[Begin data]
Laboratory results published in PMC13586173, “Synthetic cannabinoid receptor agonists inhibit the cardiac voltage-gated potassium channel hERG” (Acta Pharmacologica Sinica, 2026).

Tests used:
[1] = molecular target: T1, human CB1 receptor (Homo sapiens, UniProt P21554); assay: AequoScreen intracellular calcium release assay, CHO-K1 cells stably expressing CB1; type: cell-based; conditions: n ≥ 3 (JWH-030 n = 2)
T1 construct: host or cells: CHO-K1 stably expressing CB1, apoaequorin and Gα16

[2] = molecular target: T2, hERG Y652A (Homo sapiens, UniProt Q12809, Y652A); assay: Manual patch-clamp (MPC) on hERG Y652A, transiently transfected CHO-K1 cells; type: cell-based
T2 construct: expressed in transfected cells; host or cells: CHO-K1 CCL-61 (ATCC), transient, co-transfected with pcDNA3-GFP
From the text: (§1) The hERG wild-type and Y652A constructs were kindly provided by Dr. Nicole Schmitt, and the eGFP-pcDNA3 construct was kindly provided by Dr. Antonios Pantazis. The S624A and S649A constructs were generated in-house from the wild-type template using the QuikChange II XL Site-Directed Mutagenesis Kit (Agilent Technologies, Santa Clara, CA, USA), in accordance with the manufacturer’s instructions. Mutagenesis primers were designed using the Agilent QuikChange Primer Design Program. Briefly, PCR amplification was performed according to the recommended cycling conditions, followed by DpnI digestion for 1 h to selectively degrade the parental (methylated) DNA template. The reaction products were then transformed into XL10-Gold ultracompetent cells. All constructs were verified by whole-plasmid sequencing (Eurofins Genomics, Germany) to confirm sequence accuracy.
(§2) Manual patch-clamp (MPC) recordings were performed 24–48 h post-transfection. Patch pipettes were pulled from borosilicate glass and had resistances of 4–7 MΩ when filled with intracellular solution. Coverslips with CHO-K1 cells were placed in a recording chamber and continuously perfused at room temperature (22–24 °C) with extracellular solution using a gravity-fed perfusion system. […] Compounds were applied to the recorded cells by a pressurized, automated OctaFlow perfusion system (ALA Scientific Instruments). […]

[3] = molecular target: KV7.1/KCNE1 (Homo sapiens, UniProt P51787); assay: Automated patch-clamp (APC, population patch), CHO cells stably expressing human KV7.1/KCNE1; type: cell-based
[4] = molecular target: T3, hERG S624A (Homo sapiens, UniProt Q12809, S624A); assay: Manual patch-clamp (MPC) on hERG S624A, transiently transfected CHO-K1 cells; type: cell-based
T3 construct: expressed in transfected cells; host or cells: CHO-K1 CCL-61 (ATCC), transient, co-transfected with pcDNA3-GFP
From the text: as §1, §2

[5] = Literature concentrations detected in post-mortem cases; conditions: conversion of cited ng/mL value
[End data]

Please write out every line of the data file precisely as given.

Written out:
Laboratory results published in PMC13586173, “Synthetic cannabinoid receptor agonists inhibit the cardiac voltage-gated potassium channel hERG” (Acta Pharmacologica Sinica, 2026).

Tests used:
[1] = molecular target: T1, human CB1 receptor (Homo sapiens, UniProt P21554); assay: AequoScreen intracellular calcium release assay, CHO-K1 cells stably expressing CB1; type: cell-based; conditions: n ≥ 3 (JWH-030 n = 2)
T1 construct: host or cells: CHO-K1 stably expressing CB1, apoaequorin and Gα16

[2] = molecular target: T2, hERG Y652A (Homo sapiens, UniProt Q12809, Y652A); assay: Manual patch-clamp (MPC) on hERG Y652A, transiently transfected CHO-K1 cells; type: cell-based
T2 construct: expressed in transfected cells; host or cells: CHO-K1 CCL-61 (ATCC), transient, co-transfected with pcDNA3-GFP
From the text: (§1) The hERG wild-type and Y652A constructs were kindly provided by Dr. Nicole Schmitt, and the eGFP-pcDNA3 construct was kindly provided by Dr. Antonios Pantazis. The S624A and S649A constructs were generated in-house from the wild-type template using the QuikChange II XL Site-Directed Mutagenesis Kit (Agilent Technologies, Santa Clara, CA, USA), in accordance with the manufacturer’s instructions. Mutagenesis primers were designed using the Agilent QuikChange Primer Design Program. Briefly, PCR amplification was performed according to the recommended cycling conditions, followed by DpnI digestion for 1 h to selectively degrade the parental (methylated) DNA template. The reaction products were then transformed into XL10-Gold ultracompetent cells. All constructs were verified by whole-plasmid sequencing (Eurofins Genomics, Germany) to confirm sequence accuracy.
(§2) Manual patch-clamp (MPC) recordings were performed 24–48 h post-transfection. Patch pipettes were pulled from borosilicate glass and had resistances of 4–7 MΩ when filled with intracellular solution. Coverslips with CHO-K1 cells were placed in a recording chamber and continuously perfused at room temperature (22–24 °C) with extracellular solution using a gravity-fed perfusion system. […] Compounds were applied to the recorded cells by a pressurized, automated OctaFlow perfusion system (ALA Scientific Instruments). […]

[3] = molecular target: KV7.1/KCNE1 (Homo sapiens, UniProt P51787); assay: Automated patch-clamp (APC, population patch), CHO cells stably expressing human KV7.1/KCNE1; type: cell-based
[4] = molecular target: T3, hERG S624A (Homo sapiens, UniProt Q12809, S624A); assay: Manual patch-clamp (MPC) on hERG S624A, transiently transfected CHO-K1 cells; type: cell-based
T3 construct: expressed in transfected cells; host or cells: CHO-K1 CCL-61 (ATCC), transient, co-transfected with pcDNA3-GFP
From the text: as §1, §2

[5] = Literature concentrations detected in post-mortem cases; conditions: conversion of cited ng/mL value